Quick Comic Book Reviews 10/05/2011

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Author: BimWebsite: http://geekout.ph
Bim is a socially adjusted geek with an unhealthy obsession for burgers. Follow him on Twitter (@TheBim) if you like high fives and nonsense.


I didn't do one last week but I'm here to rectify that by plopping down a few choice comic book reviews for you to ignore. I wouldn't necessarily pick the best comics of the week, or the worst; the picks are probably just the ones I have strong opinions about. This week, we're looking at New Avengers #16.1, X-Men #19 and Detective Comics #2

New Avengers #16.1

Written by Brian Michael Bendis
Penciled by Neal Adams
Inked by Tom Palmer
Colored by Paul Mounts

While New Avengers #16.1 moves the story along by a significant degree, especially when compared to most issues from the .1 series, I still couldn't find myself to like it. A comic book is a combination of a back story (history), a current story arch, dialogue, and art. Some people put one aspect over the others, but generally, if one of those elements is off, the whole comic book falls apart. Such is the case in New Avengers 16.1. While I really enjoyed the story and the subtle control of Bendis-banter, I just couldn't get over the errors and inconsistencies in the art.

Bianchi's redesign of Wolverine has grown on me, so I was surprised to see one of the nicest elements of that design kinda screwed up. Wolverine had no gloves, but had that rubbery latexy texture of the part that goes around the forearm. He would eventually regain them again in the later pages.

In the 90's, Wolverine was at his most feral. Artists used to draw him with scary fangs. He's still no fluffball now but artists are usually more restrained when rendering his wild side, but I have no idea why Wolverine had retractable, Dracula-like fangs in this one. Wolvie then loses them in the very next page.

I am a huge fan of Iron Fist's mask. Sure, those masks with white eye covers aren't really all that realistic or practical, but they sure look cool. Pretty sure any reader notice if the artist draws eyes where there should be only white. Again, the change happens in just the very next page.

Luke Cage doesn't really have a costume, but he's drawn a certain way - facial hair, bald head, sometimes in a black shirt, sometimes with an over shirt, sometimes with bracers and sometimes even in a yellow shirt as a throwback to his afro-headed earlier design. How difficult would it be to arrange a phone call or email exchange to decide which version of Luke Cage's clothes were going to be in an issue?

1. No facial hair, gray shirt, and a vest-like button up shirt, regular jeans
2. Black shirt, bracers, facial hair, belt, regular jeans - a very good Luke Cage look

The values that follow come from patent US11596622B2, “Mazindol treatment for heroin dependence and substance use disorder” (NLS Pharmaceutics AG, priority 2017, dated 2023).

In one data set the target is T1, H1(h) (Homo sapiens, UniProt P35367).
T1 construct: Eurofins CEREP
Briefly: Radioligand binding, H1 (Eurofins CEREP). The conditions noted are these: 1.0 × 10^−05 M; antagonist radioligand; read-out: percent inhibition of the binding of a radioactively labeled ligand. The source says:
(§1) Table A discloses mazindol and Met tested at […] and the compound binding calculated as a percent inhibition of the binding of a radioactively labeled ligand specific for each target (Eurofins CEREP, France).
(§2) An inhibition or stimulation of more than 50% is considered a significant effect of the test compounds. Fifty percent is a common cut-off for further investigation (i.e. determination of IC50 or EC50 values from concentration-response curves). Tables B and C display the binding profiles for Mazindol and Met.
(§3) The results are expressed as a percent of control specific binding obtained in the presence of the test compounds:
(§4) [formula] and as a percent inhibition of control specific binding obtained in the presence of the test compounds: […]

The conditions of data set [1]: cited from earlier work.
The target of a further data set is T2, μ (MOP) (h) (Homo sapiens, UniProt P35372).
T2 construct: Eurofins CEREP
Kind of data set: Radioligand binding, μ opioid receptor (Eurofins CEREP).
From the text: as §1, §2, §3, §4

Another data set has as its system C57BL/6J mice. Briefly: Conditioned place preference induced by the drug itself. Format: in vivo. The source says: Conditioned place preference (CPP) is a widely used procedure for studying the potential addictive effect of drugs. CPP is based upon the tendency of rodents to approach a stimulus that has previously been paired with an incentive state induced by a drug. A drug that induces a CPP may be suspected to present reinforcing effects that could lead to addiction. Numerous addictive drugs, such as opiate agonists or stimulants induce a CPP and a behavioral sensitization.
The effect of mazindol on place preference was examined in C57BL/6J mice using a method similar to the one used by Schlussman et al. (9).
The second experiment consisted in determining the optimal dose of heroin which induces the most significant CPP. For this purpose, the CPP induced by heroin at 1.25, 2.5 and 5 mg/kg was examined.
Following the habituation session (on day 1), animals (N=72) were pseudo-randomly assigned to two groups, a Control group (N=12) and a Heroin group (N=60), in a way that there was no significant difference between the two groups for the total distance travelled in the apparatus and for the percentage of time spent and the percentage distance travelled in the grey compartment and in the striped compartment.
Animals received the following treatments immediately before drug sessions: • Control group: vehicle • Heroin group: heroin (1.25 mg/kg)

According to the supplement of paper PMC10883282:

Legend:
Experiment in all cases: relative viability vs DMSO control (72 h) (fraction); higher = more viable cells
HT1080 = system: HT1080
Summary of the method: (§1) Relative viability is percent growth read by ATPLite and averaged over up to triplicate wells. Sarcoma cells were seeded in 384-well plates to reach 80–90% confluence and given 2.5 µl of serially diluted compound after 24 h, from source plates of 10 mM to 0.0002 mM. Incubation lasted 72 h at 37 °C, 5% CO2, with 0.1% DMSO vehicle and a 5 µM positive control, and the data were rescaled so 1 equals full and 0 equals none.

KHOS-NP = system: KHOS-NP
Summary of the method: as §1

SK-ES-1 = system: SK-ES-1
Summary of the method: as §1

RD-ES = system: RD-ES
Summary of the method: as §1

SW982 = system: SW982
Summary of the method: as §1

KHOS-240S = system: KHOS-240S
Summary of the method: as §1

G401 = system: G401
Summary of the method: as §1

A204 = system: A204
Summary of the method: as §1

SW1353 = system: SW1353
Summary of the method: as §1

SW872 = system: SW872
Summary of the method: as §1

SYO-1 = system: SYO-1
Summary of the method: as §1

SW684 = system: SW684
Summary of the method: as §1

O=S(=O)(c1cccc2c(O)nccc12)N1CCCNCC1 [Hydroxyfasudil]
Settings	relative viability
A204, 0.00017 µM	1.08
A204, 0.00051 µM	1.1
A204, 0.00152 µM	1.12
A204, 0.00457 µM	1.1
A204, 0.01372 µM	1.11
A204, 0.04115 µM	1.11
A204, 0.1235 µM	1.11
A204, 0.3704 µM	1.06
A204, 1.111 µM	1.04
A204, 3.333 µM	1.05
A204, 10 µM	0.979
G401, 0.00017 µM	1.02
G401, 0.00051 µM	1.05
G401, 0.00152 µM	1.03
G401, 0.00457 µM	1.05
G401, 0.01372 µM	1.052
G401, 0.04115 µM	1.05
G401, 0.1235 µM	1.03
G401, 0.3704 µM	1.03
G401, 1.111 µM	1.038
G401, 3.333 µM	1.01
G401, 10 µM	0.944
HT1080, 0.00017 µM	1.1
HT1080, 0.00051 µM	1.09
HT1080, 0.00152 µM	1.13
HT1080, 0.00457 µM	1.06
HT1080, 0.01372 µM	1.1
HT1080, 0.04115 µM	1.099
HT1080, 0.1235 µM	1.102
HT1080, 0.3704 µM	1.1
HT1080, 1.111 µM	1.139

3. Wife beater, no bracers, no facial hair, and cargo pants. Seriously, is that a whole new guy?

For the inconsistencies alone, this issue gets 1.5 out of 5.

X-Men #19

Written by Victor Gischler
Penciled by Jorge Molina
Inked by Norman Lee, Terry Pallot and Jorge Molina
Colored by Guru eFX

On the completely opposite side of the art spectrum would be Jorge Molina's gorgeous work, which reminded me a bit of Coipel's. The art alone makes X-Men #19 worth it, but what makes this issue stand out is the story and the perfect characterization of each individual involved. Cyclops was Cyclops, Wolverine was Wolverine, Magneto was Magneto and Doom was Doom. I think Doom is particularly difficult to nail, but Gischler got it.

The story flowed remarkably well given that there were two teams, and the members aren't the usual ones. Action sequences were drawn perfectly and flowed amazingly well on the page. The plot was gripping and exciting, even though you knew all of the X-Men and the Fantastic Four were going to get out alive. I think it's because of the interaction between Richards and Nemesis, which I enjoyed immensely, and Magneto and Doom, two of the most bad ass characters in all of comicbookdom. Seeing those two (former?) villains interact always sends chills down my spine.

While I love the idea of Magneto going good and Doom seemingly on his way, I have no doubt in my mind that Doom will show his true colors eventually. I'm not sure how soon it will be but it will be sooner than Magneto, if ever he does revert back to his brotherhood ways.

X-Men #19 is highly recommended, as well as the arch that led up to it. 5 out of 5.

Detective Comics #2

Written and penciled by Tony Salvador Daniel
Inked by Ryan Winn and Sandu Florea
Colored by Tomeu Morey

Detective Comics #2 is leaps and bounds better than the first issue! The art is more consistent and quite gorgeous, the dialogue isn't over the top (well, most of it isn't), and the story flows quite well.

The first few pages are remarkably homoerotic, with some dude taking off his shirt to go mountain climbing with Bruce. The following pages pander to male teenagers with raging hormones. I think DC's direction for Batman post reboot would be to have him have sex with everybody. That's probably my biggest complaint with regards to the reboot. Everything's too sex-fueled. Catwoman sexes everyone, Batman teases homo eroticism, and Starfire sexes everyone. I'm about to open up Huntress #1. If Huntress sexes everyone, too, I'm done with the DC reboot.

If you can get over the sexing, which lasted a few pages, Detective Comics does a pretty good job. 4 out of 5.


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